Dogs frequently experience diarrhea, which can be caused by a variety of factors, most often a dietary one. When, though, is canine diarrhea an emergency?
Go to the veterinarian right away if you suspect anything is amiss with your four-legged buddy because you are the one who knows them best. Having said that, diarrhea usually escalates to an emergency when your dog has repeated, watery stools that last longer than a day or are bloody, loses their appetite, gets lethargic, is in pain, or vomits. Take your dog to the vet as soon as you can if they exhibit these symptoms because they run the risk of dehydrating, and dehydration can be fatal if it is not treated in time.
What Are the Reasons Dogs Get Diarrhea?
It might be claimed that your dog has diarrhea if they pass three or more watery stools per day. It is a clinical indicator of other disorders that frequently need treatment rather than being a disease in and of itself. The following are the main reasons why dogs experience diarrhea:
- Food allergies or food poisoning (due to a poor diet, eating foods that are too old or inappropriate)
- Vaccination (possible side effect: diarrhea; usually goes away in a day)
- A microbial imbalance is caused by certain medicines, such as antibiotics (dogs might be susceptible to some antibiotics and experience diarrhea; these drugs also destroy the healthy gut bacteria).
- Infectious disorders caused by bacteria or viruses (such parvovirus, distemper,
- Salmonellosis, helicobacteremia, campylobacteriosis, etc.)
- Problems with the liver
When Does Canine Diarrhea Become an Emergency?
Dogs occasionally have diarrheal stools, but they usually get well on their own. Diarrhea turns into a medical emergency and necessitates a trip to the vet when it persists or other clinical indications appear.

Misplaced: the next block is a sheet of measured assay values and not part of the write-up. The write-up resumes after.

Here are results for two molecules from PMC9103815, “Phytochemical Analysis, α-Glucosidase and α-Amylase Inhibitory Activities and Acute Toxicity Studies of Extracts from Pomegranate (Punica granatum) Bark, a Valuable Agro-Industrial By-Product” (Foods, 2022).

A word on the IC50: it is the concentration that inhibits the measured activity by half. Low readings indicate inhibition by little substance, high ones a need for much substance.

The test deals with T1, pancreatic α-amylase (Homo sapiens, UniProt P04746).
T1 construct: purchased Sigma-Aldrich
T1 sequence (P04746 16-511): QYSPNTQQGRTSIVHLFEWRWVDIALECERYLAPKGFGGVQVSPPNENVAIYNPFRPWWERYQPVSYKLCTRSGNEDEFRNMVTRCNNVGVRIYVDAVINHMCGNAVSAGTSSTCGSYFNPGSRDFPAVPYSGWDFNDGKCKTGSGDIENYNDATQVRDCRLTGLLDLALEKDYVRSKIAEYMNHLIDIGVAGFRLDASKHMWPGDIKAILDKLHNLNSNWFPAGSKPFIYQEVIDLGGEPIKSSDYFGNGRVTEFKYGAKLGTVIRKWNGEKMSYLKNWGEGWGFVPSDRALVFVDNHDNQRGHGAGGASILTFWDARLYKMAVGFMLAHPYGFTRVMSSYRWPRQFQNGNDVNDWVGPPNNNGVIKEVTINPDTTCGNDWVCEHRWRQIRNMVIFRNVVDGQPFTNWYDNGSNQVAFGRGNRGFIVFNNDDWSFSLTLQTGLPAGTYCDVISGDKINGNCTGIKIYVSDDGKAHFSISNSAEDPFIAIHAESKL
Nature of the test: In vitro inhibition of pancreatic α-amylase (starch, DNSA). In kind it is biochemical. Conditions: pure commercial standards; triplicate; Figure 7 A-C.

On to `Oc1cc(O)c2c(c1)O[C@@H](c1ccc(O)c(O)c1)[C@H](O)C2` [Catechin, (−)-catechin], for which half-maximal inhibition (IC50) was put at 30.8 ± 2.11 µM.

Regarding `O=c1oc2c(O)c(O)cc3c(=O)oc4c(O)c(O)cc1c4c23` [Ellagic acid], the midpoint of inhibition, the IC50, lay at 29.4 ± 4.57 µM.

- Diarrhea That Is Bloody
There are numerous causes of bloody diarrhea in dogs, the majority of which are emergencies. The most typical examples are:
- external bodies
- consuming toxins
- infectious illnesses, such as the parvovirus
- gastrointestinal parasites
- Anal gland dysfunction
Bright red (fresh blood) or dark red (aged or digested blood) blood can be found in the diarrheal stools. Bright red, streaked blood indicates a bleeding injury somewhere in the terminal portion of your dog’s intestine. Bright red bloody diarrhea can be caused by the parvovirus, foreign objects, hemorrhoids, anal gland issues, etc.
Dark red blood indicates that it is old or digested and that there has been bleeding in the closest area of the digestive tract. When your dog’s bowel is blocked or if they have a stomach ulcer (which also occurs to be accompanied by diarrhea), they may experience diarrhea with dark blood. In any case, get your dog to a veterinarian right away.
- Continuous Diarrhea for More Than 24 Hours
Stools with brief diarrhea typically disappear on their own in a day. Your dog will start to dehydrate (since they lost fluids) and get malnourished if the diarrhea persists for more than a day. It is advised to call the vet for this reason even if your dog exhibits no other clinical symptoms.